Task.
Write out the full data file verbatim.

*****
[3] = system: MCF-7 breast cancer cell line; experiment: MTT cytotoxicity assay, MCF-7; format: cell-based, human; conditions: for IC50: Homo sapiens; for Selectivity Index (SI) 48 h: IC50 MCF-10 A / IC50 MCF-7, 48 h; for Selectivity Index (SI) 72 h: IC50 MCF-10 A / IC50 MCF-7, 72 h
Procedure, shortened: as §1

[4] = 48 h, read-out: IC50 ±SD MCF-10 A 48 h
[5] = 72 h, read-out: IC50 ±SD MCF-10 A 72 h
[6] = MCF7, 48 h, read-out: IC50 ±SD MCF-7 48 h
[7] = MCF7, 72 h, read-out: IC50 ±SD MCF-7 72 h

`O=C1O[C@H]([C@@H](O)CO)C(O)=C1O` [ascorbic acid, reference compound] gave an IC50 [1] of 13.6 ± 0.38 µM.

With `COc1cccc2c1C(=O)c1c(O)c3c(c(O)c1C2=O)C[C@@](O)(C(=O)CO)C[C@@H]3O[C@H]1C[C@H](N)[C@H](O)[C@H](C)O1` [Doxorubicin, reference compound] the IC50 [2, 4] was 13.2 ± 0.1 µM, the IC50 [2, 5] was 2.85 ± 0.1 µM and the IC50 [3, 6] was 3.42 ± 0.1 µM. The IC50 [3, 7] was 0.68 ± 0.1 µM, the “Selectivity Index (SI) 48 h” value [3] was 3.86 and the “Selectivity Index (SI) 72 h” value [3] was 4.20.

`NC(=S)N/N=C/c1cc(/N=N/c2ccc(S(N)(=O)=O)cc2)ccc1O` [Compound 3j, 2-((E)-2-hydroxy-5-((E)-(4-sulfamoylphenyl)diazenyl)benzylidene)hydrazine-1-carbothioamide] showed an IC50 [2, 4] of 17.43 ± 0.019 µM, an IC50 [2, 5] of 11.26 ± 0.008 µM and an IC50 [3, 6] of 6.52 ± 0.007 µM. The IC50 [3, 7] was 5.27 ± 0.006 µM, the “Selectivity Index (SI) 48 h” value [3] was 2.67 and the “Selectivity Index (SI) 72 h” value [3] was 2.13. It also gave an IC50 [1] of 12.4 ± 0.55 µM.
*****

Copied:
[3] = system: MCF-7 breast cancer cell line; experiment: MTT cytotoxicity assay, MCF-7; format: cell-based, human; conditions: for IC50: Homo sapiens; for Selectivity Index (SI) 48 h: IC50 MCF-10 A / IC50 MCF-7, 48 h; for Selectivity Index (SI) 72 h: IC50 MCF-10 A / IC50 MCF-7, 72 h
Procedure, shortened: as §1

[4] = 48 h, read-out: IC50 ±SD MCF-10 A 48 h
[5] = 72 h, read-out: IC50 ±SD MCF-10 A 72 h
[6] = MCF7, 48 h, read-out: IC50 ±SD MCF-7 48 h
[7] = MCF7, 72 h, read-out: IC50 ±SD MCF-7 72 h

`O=C1O[C@H]([C@@H](O)CO)C(O)=C1O` [ascorbic acid, reference compound] gave an IC50 [1] of 13.6 ± 0.38 µM.

With `COc1cccc2c1C(=O)c1c(O)c3c(c(O)c1C2=O)C[C@@](O)(C(=O)CO)C[C@@H]3O[C@H]1C[C@H](N)[C@H](O)[C@H](C)O1` [Doxorubicin, reference compound] the IC50 [2, 4] was 13.2 ± 0.1 µM, the IC50 [2, 5] was 2.85 ± 0.1 µM and the IC50 [3, 6] was 3.42 ± 0.1 µM. The IC50 [3, 7] was 0.68 ± 0.1 µM, the “Selectivity Index (SI) 48 h” value [3] was 3.86 and the “Selectivity Index (SI) 72 h” value [3] was 4.20.

`NC(=S)N/N=C/c1cc(/N=N/c2ccc(S(N)(=O)=O)cc2)ccc1O` [Compound 3j, 2-((E)-2-hydroxy-5-((E)-(4-sulfamoylphenyl)diazenyl)benzylidene)hydrazine-1-carbothioamide] showed an IC50 [2, 4] of 17.43 ± 0.019 µM, an IC50 [2, 5] of 11.26 ± 0.008 µM and an IC50 [3, 6] of 6.52 ± 0.007 µM. The IC50 [3, 7] was 5.27 ± 0.006 µM, the “Selectivity Index (SI) 48 h” value [3] was 2.67 and the “Selectivity Index (SI) 72 h” value [3] was 2.13. It also gave an IC50 [1] of 12.4 ± 0.55 µM.